Iran opposes “unjust” sanctions against Qatar and is ready to expand its relations with the Arab country in all fields, President Hassan Rouhani said in a phone conversation with Qatari Emir Sheikh Tamim bin Hamad al-Thani on Thursday.  “The Islamic Republic of Iran believes what was imposed on Qatar was unfair and that it fuels tension between regional countries. Iran will do all in its power to cooperate with and assist the Qatari people and government as well as to [promote] regional stability,” Rouhani added.

According to the readout of the conversation published in the Iranian media, the Qatari leader echoed a similar sentiment. “Qatar wants to deepen and strengthen its relations with the Islamic Republic of Iran in all fields, and believes that the expansion our relations benefit the people of the two countries and those of the region.” Thani also reiterated that the Qatari government and people will never forget Iran’s help at the time of need and “are grateful to Iran for opposing these sanctions and opening its air, sea and land routes to our country.” He continued: “The outlook of the expansion of Doha-Tehran cooperation is promising in all political, economic and cultural fields. Qatar is ready to take advantage of this historic opportunity to expand its relations with the Islamic Republic of Iran in all areas.”

Comment: On June 5, Saudi Arabia followed by several other Arab nations severed diplomatic and commercial ties with Qatar to protest Doha’s alleged support for terrorism and close relations with Iran. Officially, the Iranian government responded by calling on all parties to show restraint and resolve the dispute diplomatically. “Neighbors are permanent; geography can’t be changed. Coercion is never the solution. Dialogue is imperative, especially during blessed Ramadan,” Iran’s Foreign Minister Javad Zarif tweeted hours after the crisis began. But the Gulf dispute has triggered a debate inside Iran about pros and cons of Iran’s siding with Doha.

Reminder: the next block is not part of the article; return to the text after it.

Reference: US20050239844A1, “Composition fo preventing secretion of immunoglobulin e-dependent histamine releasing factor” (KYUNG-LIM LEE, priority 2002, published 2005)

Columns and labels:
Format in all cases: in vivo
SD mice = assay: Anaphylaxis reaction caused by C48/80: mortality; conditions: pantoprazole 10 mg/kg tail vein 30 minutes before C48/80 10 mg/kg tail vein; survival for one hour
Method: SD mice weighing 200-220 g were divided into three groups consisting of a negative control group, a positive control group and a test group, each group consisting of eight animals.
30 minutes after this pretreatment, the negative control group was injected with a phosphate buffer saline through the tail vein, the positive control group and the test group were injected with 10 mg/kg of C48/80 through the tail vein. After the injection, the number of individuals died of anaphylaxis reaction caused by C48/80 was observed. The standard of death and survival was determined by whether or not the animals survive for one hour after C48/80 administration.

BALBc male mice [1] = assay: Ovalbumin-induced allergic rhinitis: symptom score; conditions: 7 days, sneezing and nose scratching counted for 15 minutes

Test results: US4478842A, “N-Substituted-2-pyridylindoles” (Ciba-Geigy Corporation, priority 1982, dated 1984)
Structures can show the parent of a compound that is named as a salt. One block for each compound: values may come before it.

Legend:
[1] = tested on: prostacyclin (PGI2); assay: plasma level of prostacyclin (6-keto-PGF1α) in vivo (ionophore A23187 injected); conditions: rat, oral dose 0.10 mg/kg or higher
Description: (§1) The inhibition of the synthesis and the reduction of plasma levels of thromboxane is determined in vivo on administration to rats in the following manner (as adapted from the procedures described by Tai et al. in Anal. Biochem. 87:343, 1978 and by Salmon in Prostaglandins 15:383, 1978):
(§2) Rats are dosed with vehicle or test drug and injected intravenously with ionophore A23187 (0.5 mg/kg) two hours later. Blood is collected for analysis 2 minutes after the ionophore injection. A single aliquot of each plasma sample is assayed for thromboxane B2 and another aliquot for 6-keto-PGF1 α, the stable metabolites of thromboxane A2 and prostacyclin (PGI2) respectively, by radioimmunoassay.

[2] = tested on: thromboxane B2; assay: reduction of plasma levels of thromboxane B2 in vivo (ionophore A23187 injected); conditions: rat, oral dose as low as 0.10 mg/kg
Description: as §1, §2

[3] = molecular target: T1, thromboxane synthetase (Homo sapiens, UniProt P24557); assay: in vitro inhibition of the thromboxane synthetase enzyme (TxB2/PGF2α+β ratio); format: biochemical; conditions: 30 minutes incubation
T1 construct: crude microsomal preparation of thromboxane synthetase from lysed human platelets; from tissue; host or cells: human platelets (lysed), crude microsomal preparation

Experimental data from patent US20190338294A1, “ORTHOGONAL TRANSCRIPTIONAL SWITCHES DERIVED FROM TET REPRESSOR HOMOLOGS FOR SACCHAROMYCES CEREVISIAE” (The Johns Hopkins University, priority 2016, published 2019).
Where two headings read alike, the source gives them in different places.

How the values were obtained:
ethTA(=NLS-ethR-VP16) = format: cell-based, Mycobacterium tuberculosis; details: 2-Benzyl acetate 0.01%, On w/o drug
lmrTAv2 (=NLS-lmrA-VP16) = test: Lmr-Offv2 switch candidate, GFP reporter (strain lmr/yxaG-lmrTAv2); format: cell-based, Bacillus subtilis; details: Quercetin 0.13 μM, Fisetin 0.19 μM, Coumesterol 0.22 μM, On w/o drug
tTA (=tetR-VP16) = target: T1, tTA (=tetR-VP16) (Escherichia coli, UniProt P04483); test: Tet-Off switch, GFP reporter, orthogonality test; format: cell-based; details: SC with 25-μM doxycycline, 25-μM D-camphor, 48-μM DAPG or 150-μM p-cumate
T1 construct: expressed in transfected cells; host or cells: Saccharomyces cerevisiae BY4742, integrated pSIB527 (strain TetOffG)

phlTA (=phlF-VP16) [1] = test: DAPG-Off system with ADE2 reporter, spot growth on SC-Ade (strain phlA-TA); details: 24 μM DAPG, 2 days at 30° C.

After President Donald Trump’s visit to Riyadh in May, Iranian leaders were worried about the creation of a U.S.-supported alliance of regional Arab states led by Saudi Arabia to counter the Islamic Republic’s influence in the Middle East. The latest dispute between Qatar and a Saudi-led bloc of Arab countries, therefore, provided some relief to Tehran. But while Tehran is trying to capitalize on the Qatari crisis for its geopolitical ends, it is proceeding with caution. As statements by Iranian officials and commentary in the Iranian media suggest, many in Iran distrust Qatar as well as Doha’s powerful regional ally Turkey. There are also concerns in Tehran that Iran’s all-out support to Qatar may provoke a strong response from Washington and Riyadh.

There is, however, a general consensus in Iran that the country should take advantage of the Gulf crisis to boost Iranian exports to Qatar. Soon after the crisis began, Tehran, according to Iranian officials, sent hundreds of tons of fruits and vegetables to Qatar to mitigate the country’s food shortage. It also opened its airspace for Qatari flights that no longer has the permission to fly over Saudi Arabia, United Arab Emirates and Bahrain. But I.R.G.C.-affiliated outlets have criticized the Rouhani government for acting sluggishly and losing the competition to Turkey in becoming the main exporter of food to Qatar. An article in Fars News Agency argued that Iran is strategically better placed to export food and non-food items to Qatar by air and sea.